A Midwife’s Tale

Unusual hybrid of docu and drama works best in the latter form, which depicts scenes from a diary kept by a New England midwife between 1785 and 1812. Nonfiction segs stop the action to explain the significance of the material, which is packed with details about post-colonial America, and this disjunction may nix the pic's access to theatrical circuits, which the producers hope to land. "A Midwife's Tale" should have a healthy pubcasting life, however; PBS has slated the docudrama for its "American Experience" series.

Unusual hybrid of docu and drama works best in the latter form, which depicts scenes from a diary kept by a New England midwife between 1785 and 1812. Nonfiction segs stop the action to explain the significance of the material, which is packed with details about post-colonial America, and this disjunction may nix the pic’s access to theatrical circuits, which the producers hope to land. “A Midwife’s Tale” should have a healthy pubcasting life, however; PBS has slated the docudrama for its “American Experience” series.

It may not be brilliantly assembled, but the ground this “Tale” covers is so fascinating, it hardly matters. Pic alternates between handsomely mounted enactments of journal entries left behind by nurse-practitioner Martha Ballard, active in New England at the turn of the 18th century, and discussions with Laurel Thatcher Ulrich, who researched the diary and wrote a Pulitzer Prize–winning book about it.

The bipolar move is a mistake, since it takes away from the book’s inherent sense of drama, and because Ulrich has a less-than-pleasant voice, full of sibilant noises and tedious hesitation. Her work is certainly solid — she soldiered forth when male historians dismissed the diary’s everyday contents as insignificant, but the jarring effect here is that of reading an austere historical novel and a slightly giddy People magazine article at the same time.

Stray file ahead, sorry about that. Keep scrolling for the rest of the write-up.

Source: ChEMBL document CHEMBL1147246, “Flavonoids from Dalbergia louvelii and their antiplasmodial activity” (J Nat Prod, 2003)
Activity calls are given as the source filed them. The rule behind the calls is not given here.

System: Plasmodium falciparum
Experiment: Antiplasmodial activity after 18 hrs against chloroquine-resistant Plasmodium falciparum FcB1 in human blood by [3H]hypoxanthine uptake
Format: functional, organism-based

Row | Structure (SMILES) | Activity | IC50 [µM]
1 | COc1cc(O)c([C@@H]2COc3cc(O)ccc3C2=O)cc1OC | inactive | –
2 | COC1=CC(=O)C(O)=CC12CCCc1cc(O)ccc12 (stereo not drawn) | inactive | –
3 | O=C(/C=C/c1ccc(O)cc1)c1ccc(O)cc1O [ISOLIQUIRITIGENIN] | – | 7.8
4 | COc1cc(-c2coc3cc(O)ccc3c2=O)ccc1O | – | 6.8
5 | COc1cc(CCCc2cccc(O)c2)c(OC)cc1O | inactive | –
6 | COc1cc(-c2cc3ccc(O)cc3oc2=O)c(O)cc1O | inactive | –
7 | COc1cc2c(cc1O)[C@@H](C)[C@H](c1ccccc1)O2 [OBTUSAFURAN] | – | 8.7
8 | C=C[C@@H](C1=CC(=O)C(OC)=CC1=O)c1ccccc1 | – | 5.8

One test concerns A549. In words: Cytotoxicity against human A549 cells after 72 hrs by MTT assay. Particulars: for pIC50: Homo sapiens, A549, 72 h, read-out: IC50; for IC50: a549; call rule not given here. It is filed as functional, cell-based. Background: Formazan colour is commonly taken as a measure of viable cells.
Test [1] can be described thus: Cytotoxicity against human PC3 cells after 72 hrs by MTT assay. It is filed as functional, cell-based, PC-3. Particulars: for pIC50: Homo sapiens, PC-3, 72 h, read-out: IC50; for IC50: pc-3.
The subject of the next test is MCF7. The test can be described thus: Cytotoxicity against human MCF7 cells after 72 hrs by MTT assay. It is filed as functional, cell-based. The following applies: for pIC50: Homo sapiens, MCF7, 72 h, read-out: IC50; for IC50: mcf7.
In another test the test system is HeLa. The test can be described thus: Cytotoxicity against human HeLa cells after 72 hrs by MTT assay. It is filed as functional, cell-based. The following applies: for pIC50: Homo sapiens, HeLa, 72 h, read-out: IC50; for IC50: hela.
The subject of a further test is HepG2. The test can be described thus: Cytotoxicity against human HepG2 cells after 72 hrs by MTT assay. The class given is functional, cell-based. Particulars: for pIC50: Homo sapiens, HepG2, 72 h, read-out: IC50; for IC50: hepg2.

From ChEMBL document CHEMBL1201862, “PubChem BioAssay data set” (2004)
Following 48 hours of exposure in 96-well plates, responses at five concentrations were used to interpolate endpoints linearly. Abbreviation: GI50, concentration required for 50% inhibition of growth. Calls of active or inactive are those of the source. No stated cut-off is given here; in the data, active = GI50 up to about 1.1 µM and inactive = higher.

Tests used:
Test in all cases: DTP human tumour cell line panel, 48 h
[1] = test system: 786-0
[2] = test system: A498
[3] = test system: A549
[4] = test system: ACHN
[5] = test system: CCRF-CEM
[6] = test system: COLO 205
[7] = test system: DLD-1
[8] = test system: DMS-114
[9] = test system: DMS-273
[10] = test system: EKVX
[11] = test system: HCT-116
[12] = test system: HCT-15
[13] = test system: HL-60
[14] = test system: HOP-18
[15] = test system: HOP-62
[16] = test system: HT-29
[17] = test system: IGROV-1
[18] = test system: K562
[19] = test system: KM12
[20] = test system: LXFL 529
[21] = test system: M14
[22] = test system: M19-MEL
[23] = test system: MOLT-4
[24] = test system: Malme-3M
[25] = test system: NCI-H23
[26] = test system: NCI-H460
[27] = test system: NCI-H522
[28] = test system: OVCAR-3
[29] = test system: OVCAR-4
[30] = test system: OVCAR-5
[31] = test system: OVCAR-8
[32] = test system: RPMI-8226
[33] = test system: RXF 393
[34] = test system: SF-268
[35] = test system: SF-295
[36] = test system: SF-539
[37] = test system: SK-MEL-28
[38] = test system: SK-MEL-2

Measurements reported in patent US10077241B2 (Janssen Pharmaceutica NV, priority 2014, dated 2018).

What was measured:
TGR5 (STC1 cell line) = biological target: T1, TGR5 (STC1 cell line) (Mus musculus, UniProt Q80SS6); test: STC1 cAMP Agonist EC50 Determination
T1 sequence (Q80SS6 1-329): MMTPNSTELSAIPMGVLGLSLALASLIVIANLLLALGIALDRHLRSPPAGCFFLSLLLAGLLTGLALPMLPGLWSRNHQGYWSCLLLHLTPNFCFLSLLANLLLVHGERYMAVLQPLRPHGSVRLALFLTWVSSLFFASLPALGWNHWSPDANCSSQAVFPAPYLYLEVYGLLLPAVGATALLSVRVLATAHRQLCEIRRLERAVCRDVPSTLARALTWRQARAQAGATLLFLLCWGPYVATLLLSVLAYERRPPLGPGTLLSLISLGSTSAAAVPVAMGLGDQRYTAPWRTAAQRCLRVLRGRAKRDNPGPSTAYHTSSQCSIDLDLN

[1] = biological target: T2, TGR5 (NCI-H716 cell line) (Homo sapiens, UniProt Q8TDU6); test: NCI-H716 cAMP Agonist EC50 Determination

No complaints about stalwart Kaiulani Lee, who plays Ballard in the realistic re-creations of Yankee life. Despite her Hawaiian name, Lee is a direct descendant of one of the families on display, and she brings compelling gravity to the sometimes harsh, sometimes mundane events, which touch on still-hot issues of race, class, religion and gender — right down to entrenched resistance to women in the arenas of medicine and politics.

As “Midwife” makes clear, the real-life Martha delivered a thousand babies and settled numerous local disputes, but did anyone thank her for it? On the contrary, her own family (including the proverbial drunken husband) undermined her good work, and her health, at almost every turn.

A Midwife's Tale

Production: A Blueberry Hills production, with support from the National Endowment for the Humanities. (International sales: Blueberry Hills Prods., Watertown, Mass.) Produced by Laurie-Khan Leavitt. Executive producer, Rebecca Eaton. Directed by Richard P. Rogers; Screenplay, Laurie-Khan Leavitt, from a book by Laurel Thatcher Ulrich.

Crew: Camera (color), Peter Stein, Steven Poster; editor, Bill Anderson, Susan Korda; music, Todd Boekelhide; production design, Nancy Deren; set decoration, Rowena Rowling; costumes, Kim Marie Druce; sound, Arthur McKay; assistant director, Adam Escot. Reviewed at Vancouver Film Festival, Oct. 8, 1997. Running time: 89 MIN.

With: With: Kaiulani Lee, Ron Tough, Kevin Jubinville, Wanetta Storms, Patricia Welborn, Tari Signor, Henriette Ivanans, Andrew Miller, Laurel Thatcher Ulrich.

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